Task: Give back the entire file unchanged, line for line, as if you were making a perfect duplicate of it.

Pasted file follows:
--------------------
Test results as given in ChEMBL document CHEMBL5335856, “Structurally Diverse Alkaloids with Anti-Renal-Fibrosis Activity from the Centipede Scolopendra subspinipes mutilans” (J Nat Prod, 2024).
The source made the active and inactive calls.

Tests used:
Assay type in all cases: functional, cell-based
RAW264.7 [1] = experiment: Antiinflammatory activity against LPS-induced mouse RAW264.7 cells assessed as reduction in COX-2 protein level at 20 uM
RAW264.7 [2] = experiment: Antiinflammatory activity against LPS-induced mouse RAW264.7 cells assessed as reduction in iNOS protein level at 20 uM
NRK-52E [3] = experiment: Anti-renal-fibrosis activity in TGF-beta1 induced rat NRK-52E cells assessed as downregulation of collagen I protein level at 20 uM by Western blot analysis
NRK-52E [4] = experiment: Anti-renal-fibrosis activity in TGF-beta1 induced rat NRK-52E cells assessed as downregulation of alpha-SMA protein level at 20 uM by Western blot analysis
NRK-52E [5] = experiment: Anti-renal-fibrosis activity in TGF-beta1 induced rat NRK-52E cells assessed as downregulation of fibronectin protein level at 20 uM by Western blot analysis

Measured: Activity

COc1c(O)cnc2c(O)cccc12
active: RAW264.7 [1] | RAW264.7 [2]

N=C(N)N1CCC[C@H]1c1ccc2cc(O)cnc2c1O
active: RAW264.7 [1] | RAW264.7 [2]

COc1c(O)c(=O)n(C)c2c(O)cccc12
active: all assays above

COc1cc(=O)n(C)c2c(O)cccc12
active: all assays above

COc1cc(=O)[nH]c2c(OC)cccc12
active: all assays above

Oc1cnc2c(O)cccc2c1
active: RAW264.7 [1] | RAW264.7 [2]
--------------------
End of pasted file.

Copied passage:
Test results as given in ChEMBL document CHEMBL5335856, “Structurally Diverse Alkaloids with Anti-Renal-Fibrosis Activity from the Centipede Scolopendra subspinipes mutilans” (J Nat Prod, 2024).
The source made the active and inactive calls.

Tests used:
Assay type in all cases: functional, cell-based
RAW264.7 [1] = experiment: Antiinflammatory activity against LPS-induced mouse RAW264.7 cells assessed as reduction in COX-2 protein level at 20 uM
RAW264.7 [2] = experiment: Antiinflammatory activity against LPS-induced mouse RAW264.7 cells assessed as reduction in iNOS protein level at 20 uM
NRK-52E [3] = experiment: Anti-renal-fibrosis activity in TGF-beta1 induced rat NRK-52E cells assessed as downregulation of collagen I protein level at 20 uM by Western blot analysis
NRK-52E [4] = experiment: Anti-renal-fibrosis activity in TGF-beta1 induced rat NRK-52E cells assessed as downregulation of alpha-SMA protein level at 20 uM by Western blot analysis
NRK-52E [5] = experiment: Anti-renal-fibrosis activity in TGF-beta1 induced rat NRK-52E cells assessed as downregulation of fibronectin protein level at 20 uM by Western blot analysis

Measured: Activity

COc1c(O)cnc2c(O)cccc12
active: RAW264.7 [1] | RAW264.7 [2]

N=C(N)N1CCC[C@H]1c1ccc2cc(O)cnc2c1O
active: RAW264.7 [1] | RAW264.7 [2]

COc1c(O)c(=O)n(C)c2c(O)cccc12
active: all assays above

COc1cc(=O)n(C)c2c(O)cccc12
active: all assays above

COc1cc(=O)[nH]c2c(OC)cccc12
active: all assays above

Oc1cnc2c(O)cccc2c1
active: RAW264.7 [1] | RAW264.7 [2]